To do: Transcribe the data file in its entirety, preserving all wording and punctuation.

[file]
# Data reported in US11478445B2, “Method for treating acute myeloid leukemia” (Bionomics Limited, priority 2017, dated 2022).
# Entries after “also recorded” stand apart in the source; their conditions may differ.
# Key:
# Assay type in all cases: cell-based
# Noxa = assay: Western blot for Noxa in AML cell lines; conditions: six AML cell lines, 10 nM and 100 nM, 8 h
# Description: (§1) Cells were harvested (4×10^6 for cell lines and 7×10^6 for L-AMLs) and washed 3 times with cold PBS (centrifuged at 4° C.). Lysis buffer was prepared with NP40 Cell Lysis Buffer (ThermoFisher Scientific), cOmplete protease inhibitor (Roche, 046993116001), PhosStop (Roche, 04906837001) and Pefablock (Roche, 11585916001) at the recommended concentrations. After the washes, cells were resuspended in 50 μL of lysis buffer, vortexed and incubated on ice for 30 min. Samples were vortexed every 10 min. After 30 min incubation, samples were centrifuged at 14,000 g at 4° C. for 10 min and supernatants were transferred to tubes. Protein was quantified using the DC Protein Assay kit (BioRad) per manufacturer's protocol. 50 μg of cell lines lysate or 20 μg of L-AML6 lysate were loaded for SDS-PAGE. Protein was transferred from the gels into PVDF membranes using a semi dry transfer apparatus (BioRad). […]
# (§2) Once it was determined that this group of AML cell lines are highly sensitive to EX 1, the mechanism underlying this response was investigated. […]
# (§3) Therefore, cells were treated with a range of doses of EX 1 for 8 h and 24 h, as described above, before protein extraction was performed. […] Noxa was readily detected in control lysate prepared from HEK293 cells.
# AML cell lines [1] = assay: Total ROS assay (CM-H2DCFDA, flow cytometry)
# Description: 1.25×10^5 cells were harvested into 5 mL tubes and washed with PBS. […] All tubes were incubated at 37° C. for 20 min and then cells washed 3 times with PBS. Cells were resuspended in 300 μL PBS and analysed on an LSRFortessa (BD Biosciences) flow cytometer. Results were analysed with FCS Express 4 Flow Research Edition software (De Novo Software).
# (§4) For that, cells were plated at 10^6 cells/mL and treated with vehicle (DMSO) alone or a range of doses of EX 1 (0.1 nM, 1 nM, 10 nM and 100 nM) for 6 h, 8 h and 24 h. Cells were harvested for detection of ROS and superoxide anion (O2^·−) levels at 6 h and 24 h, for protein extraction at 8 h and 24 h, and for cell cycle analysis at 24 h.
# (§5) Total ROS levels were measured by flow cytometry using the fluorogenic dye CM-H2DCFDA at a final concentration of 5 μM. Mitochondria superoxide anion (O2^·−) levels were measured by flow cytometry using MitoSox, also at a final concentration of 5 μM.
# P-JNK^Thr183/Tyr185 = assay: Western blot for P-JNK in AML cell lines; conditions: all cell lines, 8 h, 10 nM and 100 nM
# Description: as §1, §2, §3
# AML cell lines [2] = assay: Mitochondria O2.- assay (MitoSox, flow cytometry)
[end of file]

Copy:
# Data reported in US11478445B2, “Method for treating acute myeloid leukemia” (Bionomics Limited, priority 2017, dated 2022).
# Entries after “also recorded” stand apart in the source; their conditions may differ.
# Key:
# Assay type in all cases: cell-based
# Noxa = assay: Western blot for Noxa in AML cell lines; conditions: six AML cell lines, 10 nM and 100 nM, 8 h
# Description: (§1) Cells were harvested (4×10^6 for cell lines and 7×10^6 for L-AMLs) and washed 3 times with cold PBS (centrifuged at 4° C.). Lysis buffer was prepared with NP40 Cell Lysis Buffer (ThermoFisher Scientific), cOmplete protease inhibitor (Roche, 046993116001), PhosStop (Roche, 04906837001) and Pefablock (Roche, 11585916001) at the recommended concentrations. After the washes, cells were resuspended in 50 μL of lysis buffer, vortexed and incubated on ice for 30 min. Samples were vortexed every 10 min. After 30 min incubation, samples were centrifuged at 14,000 g at 4° C. for 10 min and supernatants were transferred to tubes. Protein was quantified using the DC Protein Assay kit (BioRad) per manufacturer's protocol. 50 μg of cell lines lysate or 20 μg of L-AML6 lysate were loaded for SDS-PAGE. Protein was transferred from the gels into PVDF membranes using a semi dry transfer apparatus (BioRad). […]
# (§2) Once it was determined that this group of AML cell lines are highly sensitive to EX 1, the mechanism underlying this response was investigated. […]
# (§3) Therefore, cells were treated with a range of doses of EX 1 for 8 h and 24 h, as described above, before protein extraction was performed. […] Noxa was readily detected in control lysate prepared from HEK293 cells.
# AML cell lines [1] = assay: Total ROS assay (CM-H2DCFDA, flow cytometry)
# Description: 1.25×10^5 cells were harvested into 5 mL tubes and washed with PBS. […] All tubes were incubated at 37° C. for 20 min and then cells washed 3 times with PBS. Cells were resuspended in 300 μL PBS and analysed on an LSRFortessa (BD Biosciences) flow cytometer. Results were analysed with FCS Express 4 Flow Research Edition software (De Novo Software).
# (§4) For that, cells were plated at 10^6 cells/mL and treated with vehicle (DMSO) alone or a range of doses of EX 1 (0.1 nM, 1 nM, 10 nM and 100 nM) for 6 h, 8 h and 24 h. Cells were harvested for detection of ROS and superoxide anion (O2^·−) levels at 6 h and 24 h, for protein extraction at 8 h and 24 h, and for cell cycle analysis at 24 h.
# (§5) Total ROS levels were measured by flow cytometry using the fluorogenic dye CM-H2DCFDA at a final concentration of 5 μM. Mitochondria superoxide anion (O2^·−) levels were measured by flow cytometry using MitoSox, also at a final concentration of 5 μM.
# P-JNK^Thr183/Tyr185 = assay: Western blot for P-JNK in AML cell lines; conditions: all cell lines, 8 h, 10 nM and 100 nM
# Description: as §1, §2, §3
# AML cell lines [2] = assay: Mitochondria O2.- assay (MitoSox, flow cytometry)